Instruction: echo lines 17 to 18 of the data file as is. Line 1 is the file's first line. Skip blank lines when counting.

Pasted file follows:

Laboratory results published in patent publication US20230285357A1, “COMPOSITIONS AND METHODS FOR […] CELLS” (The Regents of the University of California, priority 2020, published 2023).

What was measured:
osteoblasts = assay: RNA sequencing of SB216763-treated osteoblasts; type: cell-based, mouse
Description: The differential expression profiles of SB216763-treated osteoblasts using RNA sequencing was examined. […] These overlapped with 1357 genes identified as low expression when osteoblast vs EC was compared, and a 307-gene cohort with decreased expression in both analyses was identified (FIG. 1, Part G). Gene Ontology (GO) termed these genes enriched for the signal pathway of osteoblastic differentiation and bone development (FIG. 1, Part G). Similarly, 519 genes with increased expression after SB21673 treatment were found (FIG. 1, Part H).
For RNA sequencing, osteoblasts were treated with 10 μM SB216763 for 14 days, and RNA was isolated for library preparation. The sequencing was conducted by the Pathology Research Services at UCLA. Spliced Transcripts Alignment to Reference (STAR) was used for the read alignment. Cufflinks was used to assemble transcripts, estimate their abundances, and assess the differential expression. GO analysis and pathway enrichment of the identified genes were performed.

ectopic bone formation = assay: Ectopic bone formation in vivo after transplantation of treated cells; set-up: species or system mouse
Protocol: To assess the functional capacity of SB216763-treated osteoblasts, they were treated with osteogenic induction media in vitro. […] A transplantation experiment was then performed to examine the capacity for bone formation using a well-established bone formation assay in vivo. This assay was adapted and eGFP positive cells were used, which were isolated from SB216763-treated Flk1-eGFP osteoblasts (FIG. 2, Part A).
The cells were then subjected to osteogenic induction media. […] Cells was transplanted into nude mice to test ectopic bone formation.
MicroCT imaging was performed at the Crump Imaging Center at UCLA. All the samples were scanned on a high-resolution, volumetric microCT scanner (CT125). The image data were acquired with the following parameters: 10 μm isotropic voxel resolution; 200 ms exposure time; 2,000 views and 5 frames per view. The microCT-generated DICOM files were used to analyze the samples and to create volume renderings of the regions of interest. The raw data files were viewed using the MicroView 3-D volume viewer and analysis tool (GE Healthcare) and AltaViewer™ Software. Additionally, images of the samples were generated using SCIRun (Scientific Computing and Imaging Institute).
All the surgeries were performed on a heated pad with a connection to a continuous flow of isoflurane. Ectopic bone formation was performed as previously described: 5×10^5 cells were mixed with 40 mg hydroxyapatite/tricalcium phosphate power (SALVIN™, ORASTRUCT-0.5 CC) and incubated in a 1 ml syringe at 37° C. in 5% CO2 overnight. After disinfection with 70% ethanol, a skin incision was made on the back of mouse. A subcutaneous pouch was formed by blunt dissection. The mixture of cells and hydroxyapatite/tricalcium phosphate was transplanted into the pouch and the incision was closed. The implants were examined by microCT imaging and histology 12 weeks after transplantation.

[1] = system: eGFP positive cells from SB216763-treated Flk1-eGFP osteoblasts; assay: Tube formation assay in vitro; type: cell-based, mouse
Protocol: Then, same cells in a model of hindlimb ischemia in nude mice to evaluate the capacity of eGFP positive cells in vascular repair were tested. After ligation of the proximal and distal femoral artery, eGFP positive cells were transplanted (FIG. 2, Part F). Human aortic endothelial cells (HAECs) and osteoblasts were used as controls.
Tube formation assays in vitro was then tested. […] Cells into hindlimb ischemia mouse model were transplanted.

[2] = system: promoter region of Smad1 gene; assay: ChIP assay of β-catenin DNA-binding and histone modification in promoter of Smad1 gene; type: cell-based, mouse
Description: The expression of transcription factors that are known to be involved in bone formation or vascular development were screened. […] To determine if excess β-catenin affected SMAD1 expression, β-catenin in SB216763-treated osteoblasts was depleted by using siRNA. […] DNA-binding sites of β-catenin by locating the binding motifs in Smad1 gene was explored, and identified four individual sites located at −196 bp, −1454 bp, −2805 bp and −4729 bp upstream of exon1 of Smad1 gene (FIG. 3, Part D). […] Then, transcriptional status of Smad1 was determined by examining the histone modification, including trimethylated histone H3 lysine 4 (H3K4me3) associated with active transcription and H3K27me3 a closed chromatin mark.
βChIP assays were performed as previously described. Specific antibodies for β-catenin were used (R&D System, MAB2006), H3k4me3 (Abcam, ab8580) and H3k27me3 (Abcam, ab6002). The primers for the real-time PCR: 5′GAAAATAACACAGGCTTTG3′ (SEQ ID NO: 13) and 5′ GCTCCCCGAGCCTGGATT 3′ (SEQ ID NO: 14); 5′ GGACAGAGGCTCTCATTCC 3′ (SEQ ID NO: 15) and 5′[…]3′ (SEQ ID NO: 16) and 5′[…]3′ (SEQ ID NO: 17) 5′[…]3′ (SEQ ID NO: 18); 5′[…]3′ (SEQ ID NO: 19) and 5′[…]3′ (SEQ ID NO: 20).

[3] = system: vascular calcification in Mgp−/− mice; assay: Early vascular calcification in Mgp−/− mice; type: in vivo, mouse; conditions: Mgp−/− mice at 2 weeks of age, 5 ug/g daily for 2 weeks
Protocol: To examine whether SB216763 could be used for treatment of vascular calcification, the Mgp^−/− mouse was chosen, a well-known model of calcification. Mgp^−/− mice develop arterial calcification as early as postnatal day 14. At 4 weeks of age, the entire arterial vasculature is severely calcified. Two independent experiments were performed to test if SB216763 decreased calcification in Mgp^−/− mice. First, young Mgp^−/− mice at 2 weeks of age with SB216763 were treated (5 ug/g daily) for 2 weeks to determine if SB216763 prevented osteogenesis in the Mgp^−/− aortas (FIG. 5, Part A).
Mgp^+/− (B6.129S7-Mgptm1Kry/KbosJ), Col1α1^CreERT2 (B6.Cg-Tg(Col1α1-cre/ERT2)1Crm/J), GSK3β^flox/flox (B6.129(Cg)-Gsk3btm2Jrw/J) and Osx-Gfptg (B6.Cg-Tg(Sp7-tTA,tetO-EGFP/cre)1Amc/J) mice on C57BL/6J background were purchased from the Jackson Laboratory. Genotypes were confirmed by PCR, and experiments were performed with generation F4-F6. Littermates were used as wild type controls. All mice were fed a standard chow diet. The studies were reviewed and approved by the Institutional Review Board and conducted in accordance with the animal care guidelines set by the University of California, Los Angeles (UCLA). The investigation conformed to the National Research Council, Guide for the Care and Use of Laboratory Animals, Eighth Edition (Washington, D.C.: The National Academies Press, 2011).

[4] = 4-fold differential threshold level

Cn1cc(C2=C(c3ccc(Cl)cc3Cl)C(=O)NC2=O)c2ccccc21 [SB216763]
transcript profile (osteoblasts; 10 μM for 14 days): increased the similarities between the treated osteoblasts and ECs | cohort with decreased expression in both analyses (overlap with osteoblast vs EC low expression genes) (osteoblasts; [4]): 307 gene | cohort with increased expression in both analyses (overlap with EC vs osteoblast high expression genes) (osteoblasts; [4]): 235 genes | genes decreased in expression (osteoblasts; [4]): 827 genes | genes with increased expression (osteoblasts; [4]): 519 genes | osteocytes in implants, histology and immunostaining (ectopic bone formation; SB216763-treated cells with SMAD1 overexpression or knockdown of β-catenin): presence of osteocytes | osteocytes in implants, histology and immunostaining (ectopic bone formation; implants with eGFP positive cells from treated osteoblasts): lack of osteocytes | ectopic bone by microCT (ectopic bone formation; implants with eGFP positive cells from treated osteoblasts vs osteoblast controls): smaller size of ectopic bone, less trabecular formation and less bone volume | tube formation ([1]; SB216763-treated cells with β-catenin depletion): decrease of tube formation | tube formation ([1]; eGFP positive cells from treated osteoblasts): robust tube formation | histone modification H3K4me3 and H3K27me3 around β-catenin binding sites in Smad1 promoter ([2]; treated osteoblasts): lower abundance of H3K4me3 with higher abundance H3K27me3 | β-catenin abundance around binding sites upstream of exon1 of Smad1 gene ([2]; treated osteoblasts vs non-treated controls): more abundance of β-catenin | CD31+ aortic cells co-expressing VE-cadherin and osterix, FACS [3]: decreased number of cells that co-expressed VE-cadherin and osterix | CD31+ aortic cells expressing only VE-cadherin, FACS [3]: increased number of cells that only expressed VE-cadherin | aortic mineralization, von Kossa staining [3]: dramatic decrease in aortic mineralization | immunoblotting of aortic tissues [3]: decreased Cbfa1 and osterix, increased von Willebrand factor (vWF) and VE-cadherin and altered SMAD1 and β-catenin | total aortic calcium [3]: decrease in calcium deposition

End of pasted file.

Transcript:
[3] = system: vascular calcification in Mgp−/− mice; assay: Early vascular calcification in Mgp−/− mice; type: in vivo, mouse; conditions: Mgp−/− mice at 2 weeks of age, 5 ug/g daily for 2 weeks
Protocol: To examine whether SB216763 could be used for treatment of vascular calcification, the Mgp^−/− mouse was chosen, a well-known model of calcification. Mgp^−/− mice develop arterial calcification as early as postnatal day 14. At 4 weeks of age, the entire arterial vasculature is severely calcified. Two independent experiments were performed to test if SB216763 decreased calcification in Mgp^−/− mice. First, young Mgp^−/− mice at 2 weeks of age with SB216763 were treated (5 ug/g daily) for 2 weeks to determine if SB216763 prevented osteogenesis in the Mgp^−/− aortas (FIG. 5, Part A).